I'm not sure how to categorize this, but here is a story that may have implications not only for farms on Earth, but even settlements of the future on other worlds. From the article:
"The engineers were testing the Lettuce Bot, a machine that can "thin" a field of lettuce in the time it takes about 20 workers to do the job by hand."
Meanwhile, in the same article it talks about a company, Agrobot, that is working on a 24-armed machine with optical sensors for harvesting strawberries.

In space news, there's a Kickstarter project out there for launching space payloads via a spiraling slingshot-type device called the "slingatron". Although only small prototypes have been built, the hope is to build a much larger device that works by spinning the object along a spiral track at a particular frequency.

And in this article here, you can read about how neuroscientists are working on implanting false memories in the brains of mice.

I can only imagine where that kind of experimentation is going to lead.

Friday, July 26, 2013

A Summer of Giveaways

I usually don't post too often about these types of things, but I thought I should considering how much will be going on over the next few months.

If you haven't seen it already, I'm running a giveaway over on Goodreads for four Corridors paperbacks.

This will be followed by another paperback giveaway on Goodreads for the yet-to-be-released opening book of the Chronopticus trilogy, Fractal Standard Time. Assuming everything goes right, I should have some copies available in mid-August. The e-book version will follow in early September, first on Amazon and then elsewhere near the end of the year.

If that wasn't enough, I'm also in the process of outlining three novels at once...which is something I've never done before. From there I'll work on the three books (two are sequels to Fractal Standard Time) and if all goes well, another giveaway and book launch will occur in late fall.

More details to come...

Monday, July 15, 2013

The Heavy Hand of Fiction

The pen is mightier than the sword, or so the saying goes. But what if the pen is the sword? What if the words are like fire, or swords, or even a hammer? Should it affect how an author uses them?

One trend I've noticed over the past few years is that including verses of Scripture in fiction creates division. In an era when a lot of people seem to cringe at the idea of healthy and reasonable debate, it's no wonder that I have a difficult time naming many recent books that include Scripture in a character's day-to-day life. I can't remember offhand a novel where a character quoted Scripture or let alone opened a Bible, yet the book was clearly marketed as a Christian fiction.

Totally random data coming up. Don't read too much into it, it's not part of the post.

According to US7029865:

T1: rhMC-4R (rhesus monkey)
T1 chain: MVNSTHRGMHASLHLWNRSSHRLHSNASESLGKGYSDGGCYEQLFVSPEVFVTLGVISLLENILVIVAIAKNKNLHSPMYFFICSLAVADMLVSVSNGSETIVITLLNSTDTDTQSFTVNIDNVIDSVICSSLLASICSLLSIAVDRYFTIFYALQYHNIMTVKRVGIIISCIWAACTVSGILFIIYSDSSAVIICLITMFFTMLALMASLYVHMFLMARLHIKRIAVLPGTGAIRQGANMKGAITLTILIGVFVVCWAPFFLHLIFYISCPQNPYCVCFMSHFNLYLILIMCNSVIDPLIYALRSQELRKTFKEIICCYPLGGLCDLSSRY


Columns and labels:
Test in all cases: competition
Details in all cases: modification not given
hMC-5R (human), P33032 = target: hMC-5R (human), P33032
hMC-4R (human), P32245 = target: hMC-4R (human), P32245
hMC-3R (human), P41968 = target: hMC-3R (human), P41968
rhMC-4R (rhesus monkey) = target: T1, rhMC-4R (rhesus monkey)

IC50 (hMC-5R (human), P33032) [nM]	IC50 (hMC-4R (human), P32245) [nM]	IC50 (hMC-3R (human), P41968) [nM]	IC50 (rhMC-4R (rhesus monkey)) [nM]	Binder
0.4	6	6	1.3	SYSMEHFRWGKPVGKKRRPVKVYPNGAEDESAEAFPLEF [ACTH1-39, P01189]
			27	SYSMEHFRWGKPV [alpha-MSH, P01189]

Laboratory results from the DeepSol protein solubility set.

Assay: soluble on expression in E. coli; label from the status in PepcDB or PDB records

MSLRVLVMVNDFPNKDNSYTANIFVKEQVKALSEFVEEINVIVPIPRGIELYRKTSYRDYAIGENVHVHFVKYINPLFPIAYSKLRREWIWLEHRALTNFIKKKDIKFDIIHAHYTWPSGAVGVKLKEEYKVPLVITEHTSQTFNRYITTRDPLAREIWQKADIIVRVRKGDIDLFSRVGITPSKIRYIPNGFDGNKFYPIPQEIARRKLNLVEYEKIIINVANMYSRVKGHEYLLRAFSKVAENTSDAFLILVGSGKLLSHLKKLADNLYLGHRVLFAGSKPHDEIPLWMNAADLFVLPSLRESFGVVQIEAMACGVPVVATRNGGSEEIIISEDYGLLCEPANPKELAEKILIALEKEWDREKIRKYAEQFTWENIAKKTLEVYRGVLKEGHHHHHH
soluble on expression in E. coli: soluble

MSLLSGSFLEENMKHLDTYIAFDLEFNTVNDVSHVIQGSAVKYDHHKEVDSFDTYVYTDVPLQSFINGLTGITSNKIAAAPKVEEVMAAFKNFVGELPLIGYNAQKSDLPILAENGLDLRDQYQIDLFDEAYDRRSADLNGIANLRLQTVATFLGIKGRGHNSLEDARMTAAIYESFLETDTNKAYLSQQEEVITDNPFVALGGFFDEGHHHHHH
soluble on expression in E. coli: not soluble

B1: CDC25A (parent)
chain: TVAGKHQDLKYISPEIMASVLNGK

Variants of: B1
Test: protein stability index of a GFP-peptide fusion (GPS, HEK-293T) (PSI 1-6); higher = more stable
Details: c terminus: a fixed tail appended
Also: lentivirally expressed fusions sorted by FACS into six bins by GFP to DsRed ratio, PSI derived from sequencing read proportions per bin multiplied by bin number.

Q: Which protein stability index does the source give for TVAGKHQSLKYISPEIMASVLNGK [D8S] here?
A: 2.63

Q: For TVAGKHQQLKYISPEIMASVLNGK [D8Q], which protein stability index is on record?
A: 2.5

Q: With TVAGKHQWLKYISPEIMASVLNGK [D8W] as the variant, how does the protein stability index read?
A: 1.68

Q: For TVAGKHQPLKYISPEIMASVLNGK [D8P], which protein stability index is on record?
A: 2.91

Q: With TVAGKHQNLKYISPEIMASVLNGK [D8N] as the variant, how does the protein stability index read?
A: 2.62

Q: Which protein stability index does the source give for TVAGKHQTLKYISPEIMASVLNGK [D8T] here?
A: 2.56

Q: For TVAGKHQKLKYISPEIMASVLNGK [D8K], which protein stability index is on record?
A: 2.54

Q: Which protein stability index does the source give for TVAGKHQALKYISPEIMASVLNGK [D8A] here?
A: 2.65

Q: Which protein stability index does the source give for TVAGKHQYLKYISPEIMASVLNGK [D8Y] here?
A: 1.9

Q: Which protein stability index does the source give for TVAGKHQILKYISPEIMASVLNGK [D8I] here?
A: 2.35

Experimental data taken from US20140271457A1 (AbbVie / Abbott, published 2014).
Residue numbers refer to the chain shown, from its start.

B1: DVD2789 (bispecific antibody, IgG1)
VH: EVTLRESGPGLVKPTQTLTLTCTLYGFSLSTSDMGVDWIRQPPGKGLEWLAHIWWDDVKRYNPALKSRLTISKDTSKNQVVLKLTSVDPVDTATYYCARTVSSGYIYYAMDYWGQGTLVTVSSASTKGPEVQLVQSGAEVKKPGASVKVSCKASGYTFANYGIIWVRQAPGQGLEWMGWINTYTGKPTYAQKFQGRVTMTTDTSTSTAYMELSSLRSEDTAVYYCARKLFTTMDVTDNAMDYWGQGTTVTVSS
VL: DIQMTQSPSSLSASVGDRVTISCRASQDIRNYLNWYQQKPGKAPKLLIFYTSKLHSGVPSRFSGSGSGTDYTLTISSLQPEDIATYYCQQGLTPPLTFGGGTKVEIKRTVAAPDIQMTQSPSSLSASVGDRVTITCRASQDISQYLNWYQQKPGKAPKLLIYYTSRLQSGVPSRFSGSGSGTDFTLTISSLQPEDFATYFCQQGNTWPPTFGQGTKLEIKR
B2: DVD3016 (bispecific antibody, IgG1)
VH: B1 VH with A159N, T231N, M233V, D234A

Now, that's not to say that a book can't have faith-based themes without mentioning God, the Bible, or having a clergy member as a character. There are plenty of books that do that and to great effect. But what I find unusual is that authors (publishers?) seem to run the other way if a character quotes bits of Scripture or struggles openly with passages out of the Bible.

Maybe it would be helpful at this point to back up and see what the Bible says about itself. In Hebrews 4:12 (NKJV), it states, "For the word of God is living and powerful, and sharper than any two-edged sword, piercing even to the division of soul and spirit, and of joints and marrow, and is a discerner of the thoughts and intents of the heart." In Jeremiah 23:29 (NKJV), it reads, ""Is not My word like a fire?" says the Lord, "And like a hammer that breaks the rock in pieces?""

Then, in Isaiah 55:11 (NKJV), it states, "So shall My word be that goes forth from My mouth; it shall not return to Me void, but it shall accomplish what I please, and it shall prosper in the thing for which I sent it." In Matthew 13:1-23 Jesus also discusses how the Word is like seed and illustrates the circumstances that can affect how the Word (seed) is received by comparing it to how a sower scatters seed on different types of soil.

If that wasn't enough, in John 1:1 (NKJV), it says, "In the beginning was the Word, and the Word was with God, and the Word was God." And over in Matthew 24:35 (NKJV), Jesus expands on this theme by stating, "Heaven and earth will pass away, but My words will by no means pass away."

So not only is the Word full of power and can spring forth life like a seed, but it has existed since the beginning and will live on past all of our lifetimes.

Not to pile it on, but the Bible also goes into great detail what can happen when someone shares the Gospel or even parts of it. In short, expect joy, indifference, anger, engaging conversation, everlasting change, or fireworks.

So should a writer back away from quoting Scripture in fiction? Sometimes people balk at the mere mention of anything Christian or anything that reminds them of a bad experience with a church, a pastor, or another Christian. Is that always the fault of the writer though?